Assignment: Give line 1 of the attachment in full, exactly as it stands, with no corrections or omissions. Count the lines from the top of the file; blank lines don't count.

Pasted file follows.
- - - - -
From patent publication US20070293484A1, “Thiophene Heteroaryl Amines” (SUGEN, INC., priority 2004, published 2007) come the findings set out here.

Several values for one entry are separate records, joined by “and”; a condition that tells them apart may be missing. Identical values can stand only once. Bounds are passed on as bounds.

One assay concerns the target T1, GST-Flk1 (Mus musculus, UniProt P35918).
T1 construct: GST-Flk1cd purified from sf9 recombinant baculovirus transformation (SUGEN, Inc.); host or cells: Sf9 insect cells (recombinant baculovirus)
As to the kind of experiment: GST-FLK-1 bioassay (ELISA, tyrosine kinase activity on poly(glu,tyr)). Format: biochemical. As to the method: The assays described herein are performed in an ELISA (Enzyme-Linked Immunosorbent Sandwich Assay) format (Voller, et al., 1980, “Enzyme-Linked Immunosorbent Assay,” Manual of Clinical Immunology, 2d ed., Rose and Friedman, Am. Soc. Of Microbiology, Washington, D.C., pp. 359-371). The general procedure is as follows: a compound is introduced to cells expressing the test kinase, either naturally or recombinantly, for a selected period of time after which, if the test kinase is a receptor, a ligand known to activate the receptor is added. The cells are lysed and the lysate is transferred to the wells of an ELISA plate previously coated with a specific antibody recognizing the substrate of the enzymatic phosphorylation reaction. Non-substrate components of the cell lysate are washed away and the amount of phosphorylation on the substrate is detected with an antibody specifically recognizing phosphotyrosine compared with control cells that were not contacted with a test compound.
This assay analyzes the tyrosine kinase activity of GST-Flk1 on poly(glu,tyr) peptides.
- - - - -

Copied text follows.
From patent publication US20070293484A1, “Thiophene Heteroaryl Amines” (SUGEN, INC., priority 2004, published 2007) come the findings set out here.